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The Collapse of Mechanism and the Rise of SensibilityScience and the Shaping of Modernity, 1680-1760$
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Stephen Gaukroger

Print publication date: 2010

Print ISBN-13: 9780199594931

Published to Oxford Scholarship Online: January 2011

DOI: 10.1093/acprof:oso/9780199594931.001.0001

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Explaining the Phenomena

Explaining the Phenomena

(p.187) 5 Explaining the Phenomena
The Collapse of Mechanism and the Rise of Sensibility

Stephen Gaukroger (Contributor Webpage)

Oxford University Press

This chapter examines three examples of non‐reductionist natural philosophy, something supported, at a philosophical level, by Locke's anti‐reductionist approach. The first is John Ray's rejection of the ideas that there is a single basis for botanical classification. The second is Stephen Gray's phenomenological account of electrical conductivity, which makes no attempt to account for the phenomena in terms of underlying corpuscular activity. The third is Étienne Geoffroy's phenomenological account of chemical combination, which likewise makes no attempt to account for the phenomena in terms of underlying corpuscular activity. The chapter concludes with a discussion of horizontal versus vertical forms of explanation.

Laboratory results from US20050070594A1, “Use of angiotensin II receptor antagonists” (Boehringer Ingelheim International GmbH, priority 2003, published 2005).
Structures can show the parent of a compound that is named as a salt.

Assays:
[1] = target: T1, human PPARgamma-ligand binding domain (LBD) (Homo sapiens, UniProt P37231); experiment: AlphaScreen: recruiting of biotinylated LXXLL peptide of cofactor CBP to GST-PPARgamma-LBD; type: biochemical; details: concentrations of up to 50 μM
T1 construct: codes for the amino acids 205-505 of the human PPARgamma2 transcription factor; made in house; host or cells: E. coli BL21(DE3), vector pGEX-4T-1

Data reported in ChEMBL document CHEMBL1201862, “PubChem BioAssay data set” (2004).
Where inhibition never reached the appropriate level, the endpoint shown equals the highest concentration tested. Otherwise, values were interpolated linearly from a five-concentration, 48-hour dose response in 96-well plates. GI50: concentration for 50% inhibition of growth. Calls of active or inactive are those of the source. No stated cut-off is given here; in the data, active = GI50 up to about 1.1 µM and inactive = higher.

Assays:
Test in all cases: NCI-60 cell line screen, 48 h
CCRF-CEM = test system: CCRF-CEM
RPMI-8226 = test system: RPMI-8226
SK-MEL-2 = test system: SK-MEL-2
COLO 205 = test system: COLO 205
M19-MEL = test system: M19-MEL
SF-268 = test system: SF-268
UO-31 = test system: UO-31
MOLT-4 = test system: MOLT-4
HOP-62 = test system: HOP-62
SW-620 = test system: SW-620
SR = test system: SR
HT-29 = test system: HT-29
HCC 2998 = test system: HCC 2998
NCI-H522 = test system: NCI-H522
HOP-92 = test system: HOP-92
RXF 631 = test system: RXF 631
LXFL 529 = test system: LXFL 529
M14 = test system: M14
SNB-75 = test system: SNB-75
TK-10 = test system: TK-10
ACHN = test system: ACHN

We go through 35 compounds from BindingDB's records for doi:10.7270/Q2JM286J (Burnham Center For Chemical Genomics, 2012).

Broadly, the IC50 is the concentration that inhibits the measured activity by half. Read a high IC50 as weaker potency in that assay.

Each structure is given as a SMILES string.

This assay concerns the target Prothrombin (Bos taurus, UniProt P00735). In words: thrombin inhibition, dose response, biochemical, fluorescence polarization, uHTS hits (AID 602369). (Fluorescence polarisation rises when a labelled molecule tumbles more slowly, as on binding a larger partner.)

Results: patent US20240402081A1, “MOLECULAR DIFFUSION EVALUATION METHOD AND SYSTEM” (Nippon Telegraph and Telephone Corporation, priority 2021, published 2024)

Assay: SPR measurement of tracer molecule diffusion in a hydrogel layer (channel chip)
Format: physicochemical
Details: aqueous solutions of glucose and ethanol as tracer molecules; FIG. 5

Keywords:   John Ray, botany, Stephen Gray, electricity, Étienne Geoffroy, chemistry, scientific reduction, phenomenological explanation

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